Wednesday, May 4, 2011

Series Thoughts: Anne of Green Gables

While I was out on maternity leave, I re-read the entire Anne of Green Gables series. I really enjoyed reading the series but something struck me that I'd never thought of before: these books are kind of sad. Maybe its that I was just recently a mother myself but the shear quantity of dead people (especially mothers and babies) struck me. After my husband found me crying while reading for about the fourth time (granted, postpartum hormones were probably not helping), he asked me "are you sure these are supposed to be kids books?" None of this is to say that you shouldn't read Anne of Green Gables or its sequels yourself or to your child. They really are quite charming and I love Anne as much now as I did when I first read the series.

I was surprised by how much I loved the last book in the series, Rilla of Ingleside. This book focuses not on Anne, but onto Anne's youngest daughter Rilla. It takes place during World War I and has a more serious tone than the early books. Maybe this is just me, but I know so little about WWI that I had to look up many of the references in this book - this could have been annoying, but I enjoyed getting the history lesson. (Per Wikipedia, Rilla of Ingleside is "the only Canadian novel written from a women's perspective about the First World War by a contemporary.")

There's something else that I realized for the first time on this go-round through these books: the chronological order is not the same as the published order. For example, Rilla of Ingleside was published sixth, but is the last/eighth book chronologically. Normally I am a firm believer in reading books in publication order (see Chronicles of Narnia, etc) but I liked reading these chronologically. It was like getting to watch kids grow up. There were some odd moments by reading them this way. For example, the love letters between Anne and her beau (my lame attempt to not spoil something that everyone in the world knows anyway) were published in the (mostly-epistolary) Anne of Windy Poplars. Chronologically, this book is fourth in the series, but it was the seventh book published. Those love letters are referenced in Anne's House of Dreams (book 5) in such a way, I think, to make them sound private, which was weird since I had just read them. But that is a pretty minor point. What do you think? Should you read these books in published or chronological order?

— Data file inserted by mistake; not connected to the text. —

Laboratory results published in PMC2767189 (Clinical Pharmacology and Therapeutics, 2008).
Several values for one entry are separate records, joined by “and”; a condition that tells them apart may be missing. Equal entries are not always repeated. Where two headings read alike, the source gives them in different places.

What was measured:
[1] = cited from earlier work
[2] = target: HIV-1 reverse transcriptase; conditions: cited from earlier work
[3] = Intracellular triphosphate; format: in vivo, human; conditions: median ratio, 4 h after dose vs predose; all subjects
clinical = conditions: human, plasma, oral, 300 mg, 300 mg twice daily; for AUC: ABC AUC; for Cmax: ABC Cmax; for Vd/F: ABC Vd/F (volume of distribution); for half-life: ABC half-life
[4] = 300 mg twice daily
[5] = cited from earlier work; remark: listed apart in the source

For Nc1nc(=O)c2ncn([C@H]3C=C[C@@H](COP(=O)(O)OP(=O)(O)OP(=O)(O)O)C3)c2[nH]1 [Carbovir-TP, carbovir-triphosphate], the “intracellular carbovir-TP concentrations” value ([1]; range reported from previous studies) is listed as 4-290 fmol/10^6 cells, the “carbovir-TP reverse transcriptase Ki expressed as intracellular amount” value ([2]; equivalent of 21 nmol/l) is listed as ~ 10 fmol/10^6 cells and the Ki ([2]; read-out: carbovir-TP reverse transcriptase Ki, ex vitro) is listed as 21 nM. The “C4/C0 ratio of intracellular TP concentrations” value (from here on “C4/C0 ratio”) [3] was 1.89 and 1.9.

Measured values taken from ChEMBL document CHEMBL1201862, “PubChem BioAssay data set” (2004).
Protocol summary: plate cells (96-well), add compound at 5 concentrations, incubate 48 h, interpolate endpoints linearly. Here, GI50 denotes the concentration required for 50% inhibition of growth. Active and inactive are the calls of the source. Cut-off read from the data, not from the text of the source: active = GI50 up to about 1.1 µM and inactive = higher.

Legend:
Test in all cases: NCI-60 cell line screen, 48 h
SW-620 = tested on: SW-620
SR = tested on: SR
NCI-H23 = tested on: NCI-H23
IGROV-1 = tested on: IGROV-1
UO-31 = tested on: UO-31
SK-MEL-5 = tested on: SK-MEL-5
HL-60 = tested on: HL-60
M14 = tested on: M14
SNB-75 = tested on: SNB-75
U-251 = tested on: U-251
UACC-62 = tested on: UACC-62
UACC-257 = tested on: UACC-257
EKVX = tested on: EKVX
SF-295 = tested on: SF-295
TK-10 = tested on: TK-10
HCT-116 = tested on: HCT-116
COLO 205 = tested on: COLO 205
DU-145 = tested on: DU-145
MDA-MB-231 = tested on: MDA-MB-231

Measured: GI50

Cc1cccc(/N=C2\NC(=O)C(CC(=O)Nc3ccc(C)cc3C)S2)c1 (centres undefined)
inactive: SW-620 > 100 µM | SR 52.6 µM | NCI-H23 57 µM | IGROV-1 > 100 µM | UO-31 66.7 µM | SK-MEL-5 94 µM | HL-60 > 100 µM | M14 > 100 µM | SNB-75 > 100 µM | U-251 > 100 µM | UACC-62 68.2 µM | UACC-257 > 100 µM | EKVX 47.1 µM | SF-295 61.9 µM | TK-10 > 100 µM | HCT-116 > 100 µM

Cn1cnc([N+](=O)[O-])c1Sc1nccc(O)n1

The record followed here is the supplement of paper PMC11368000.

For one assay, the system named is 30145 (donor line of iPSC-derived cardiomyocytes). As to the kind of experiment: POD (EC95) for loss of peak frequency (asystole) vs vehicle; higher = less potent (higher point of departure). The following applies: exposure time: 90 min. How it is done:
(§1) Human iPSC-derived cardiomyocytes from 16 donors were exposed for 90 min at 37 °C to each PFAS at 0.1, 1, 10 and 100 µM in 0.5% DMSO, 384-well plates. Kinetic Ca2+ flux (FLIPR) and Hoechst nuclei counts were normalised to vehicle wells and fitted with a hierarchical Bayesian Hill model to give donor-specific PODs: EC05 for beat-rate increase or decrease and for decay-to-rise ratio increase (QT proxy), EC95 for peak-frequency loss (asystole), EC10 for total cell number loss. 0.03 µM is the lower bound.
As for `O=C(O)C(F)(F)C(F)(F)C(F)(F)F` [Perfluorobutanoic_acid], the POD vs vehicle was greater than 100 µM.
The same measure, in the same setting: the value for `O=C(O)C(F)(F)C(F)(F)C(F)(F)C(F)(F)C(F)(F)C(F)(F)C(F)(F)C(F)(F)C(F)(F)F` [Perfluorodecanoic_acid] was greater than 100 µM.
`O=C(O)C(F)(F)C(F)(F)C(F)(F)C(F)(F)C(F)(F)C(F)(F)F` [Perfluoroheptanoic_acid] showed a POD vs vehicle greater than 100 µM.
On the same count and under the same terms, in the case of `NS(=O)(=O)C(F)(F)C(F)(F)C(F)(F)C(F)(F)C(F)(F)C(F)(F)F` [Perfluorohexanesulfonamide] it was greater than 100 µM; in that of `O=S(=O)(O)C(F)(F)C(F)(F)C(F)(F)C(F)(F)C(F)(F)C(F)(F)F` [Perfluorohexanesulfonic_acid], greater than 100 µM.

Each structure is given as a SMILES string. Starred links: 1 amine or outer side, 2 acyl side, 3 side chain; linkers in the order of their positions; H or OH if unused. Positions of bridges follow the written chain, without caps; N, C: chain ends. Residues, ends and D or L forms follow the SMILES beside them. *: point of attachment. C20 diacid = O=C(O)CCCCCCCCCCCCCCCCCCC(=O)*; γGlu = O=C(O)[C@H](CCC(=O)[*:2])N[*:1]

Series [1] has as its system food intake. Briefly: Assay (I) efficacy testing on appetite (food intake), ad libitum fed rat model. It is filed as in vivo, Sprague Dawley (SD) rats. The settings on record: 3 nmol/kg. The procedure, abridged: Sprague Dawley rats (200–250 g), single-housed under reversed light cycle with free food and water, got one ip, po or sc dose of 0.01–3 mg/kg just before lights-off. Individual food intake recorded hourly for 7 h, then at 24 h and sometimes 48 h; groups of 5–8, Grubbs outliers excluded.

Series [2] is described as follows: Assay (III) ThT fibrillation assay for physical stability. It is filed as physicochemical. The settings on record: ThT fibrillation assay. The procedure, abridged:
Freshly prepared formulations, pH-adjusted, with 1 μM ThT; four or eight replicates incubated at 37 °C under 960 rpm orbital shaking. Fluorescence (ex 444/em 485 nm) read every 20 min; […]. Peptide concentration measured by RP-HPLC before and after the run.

Find books by L.M. Montgomery on Project Gutenberg or Amazon.

1 comment:

  1. I'm a huge LMM fan. I've read the series both ways, and I like both ways for different reasons. As a writer, I prefer reading them in the published order so I can see the author's growth and view of things.

    What's fascinating is reading her journals. Entire passages of Rilla are almost verbatim from her journals written during WWI. You can see a lot of parallels between what she wrote and what was happening in her life at the time she wrote it.

    Another example: One of her sons was having an affair when she wrote Anne of Ingleside--and Anne's fear of Gilbert leaving her for another woman is a central conflict of that one.

    And she had a stillborn baby--something she drew on when writing House of Dreams.

    LMM had a really sad life filled with depression and other issues. A lot of readers think of her books as really happy things--and in some ways, they are (and I think, her "therapy" too), but the undercurrent of dark and difficult things is definitely there.

    Rilla is my favorite Anne book. The Emily series is also great, but The Blue Castle may be my favorite of her books--and one of the few written with an adult audience in mind.

    I'll shut up now. :)

    (Like I said, I'm a total LMM nut.)

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